Well, the FOSS graphics “community” (as in loosely coupled tiny incestuous fractions that just barely tolerate each-other) pretty much represents the quintessential definition of an underdog in what is arguably the largest, most lock-in happy, control surface there is. The lack of information, hardware and human resources at every stage is sufficient explanation for the current state of affairs without claiming ignorance or incompetence. I don’t doubt the competence of nvidia driver teams in this regard either and they hardly just act out of spite or malice - their higher level managers otoh - that’s a different story with about as broken a plot as the corresponding one had been at AMD or Intel in other areas where they are not getting their collective asses handed to them.

                Your explanation of how EGLStreams and GBM are different is accurate, but the drawbacks of GBM are not severe. It moves the responsibility for some stuff but this stuff is still getting done. Read through the wayland-devel discussions if you want to get a better idea of how this conversation happened - believe it or not, it did happen.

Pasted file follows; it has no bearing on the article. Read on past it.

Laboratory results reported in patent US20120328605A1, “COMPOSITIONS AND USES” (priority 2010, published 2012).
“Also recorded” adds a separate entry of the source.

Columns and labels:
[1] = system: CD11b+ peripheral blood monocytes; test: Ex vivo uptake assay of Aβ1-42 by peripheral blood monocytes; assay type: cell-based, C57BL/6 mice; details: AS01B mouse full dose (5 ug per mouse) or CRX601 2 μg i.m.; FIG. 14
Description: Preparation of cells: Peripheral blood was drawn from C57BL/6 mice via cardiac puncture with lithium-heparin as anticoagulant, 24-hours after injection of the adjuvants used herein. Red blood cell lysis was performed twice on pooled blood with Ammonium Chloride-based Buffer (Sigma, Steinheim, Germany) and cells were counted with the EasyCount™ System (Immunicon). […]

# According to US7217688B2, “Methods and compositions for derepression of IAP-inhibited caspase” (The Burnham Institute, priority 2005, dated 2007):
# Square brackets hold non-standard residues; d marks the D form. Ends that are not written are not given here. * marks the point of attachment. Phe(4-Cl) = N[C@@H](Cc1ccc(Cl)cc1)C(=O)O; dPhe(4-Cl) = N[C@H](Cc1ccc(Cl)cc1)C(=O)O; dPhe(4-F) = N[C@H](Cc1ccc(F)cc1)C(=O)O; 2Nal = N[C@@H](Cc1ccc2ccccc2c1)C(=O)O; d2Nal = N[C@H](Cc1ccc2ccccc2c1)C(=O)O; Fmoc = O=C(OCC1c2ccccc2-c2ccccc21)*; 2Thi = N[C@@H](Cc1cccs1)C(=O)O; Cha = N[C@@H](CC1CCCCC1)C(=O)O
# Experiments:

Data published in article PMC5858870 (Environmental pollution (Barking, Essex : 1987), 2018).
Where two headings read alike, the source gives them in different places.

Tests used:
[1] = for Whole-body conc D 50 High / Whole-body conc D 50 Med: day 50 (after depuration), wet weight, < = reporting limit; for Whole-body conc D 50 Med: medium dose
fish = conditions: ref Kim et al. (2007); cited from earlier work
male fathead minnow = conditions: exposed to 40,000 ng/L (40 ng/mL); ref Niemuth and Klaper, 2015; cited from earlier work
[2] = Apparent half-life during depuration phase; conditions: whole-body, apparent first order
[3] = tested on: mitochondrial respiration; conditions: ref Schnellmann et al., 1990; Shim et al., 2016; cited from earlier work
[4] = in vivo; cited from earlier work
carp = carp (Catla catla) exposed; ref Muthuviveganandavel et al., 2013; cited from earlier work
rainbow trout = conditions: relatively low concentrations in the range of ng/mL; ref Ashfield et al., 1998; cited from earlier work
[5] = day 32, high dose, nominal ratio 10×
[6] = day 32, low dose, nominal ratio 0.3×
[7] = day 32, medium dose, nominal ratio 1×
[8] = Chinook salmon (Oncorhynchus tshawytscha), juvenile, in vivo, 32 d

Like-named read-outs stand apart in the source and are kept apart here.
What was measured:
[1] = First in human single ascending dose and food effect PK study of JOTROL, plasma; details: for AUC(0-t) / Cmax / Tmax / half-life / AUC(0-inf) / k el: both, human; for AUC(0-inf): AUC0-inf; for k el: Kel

I have, along with the handful of irc channels where the complementary passive-aggressive annotations are being delivered (other recommended reading is ‘luc verhaagen/libvs blog’ starting with https://libv.livejournal.com/27799.html - such a friendly bunch n’est ce pas?), what I’m blurting out comes from rather painful first hand experiences - dig through the code I’ve written on the subject and the related wayland-server stuff and you can see that I’ve done my homework, if there’s one hour of code there’s one hidden hour of studying/reversing prior use. I’ve implemented both (+ delivered evaluations on three others in a more NDAy setting) and experimented with them since initial proposal and bothered nvidia about it (~dec 2014) - neither deliver what I think “we” need, but that’s a much longer thread.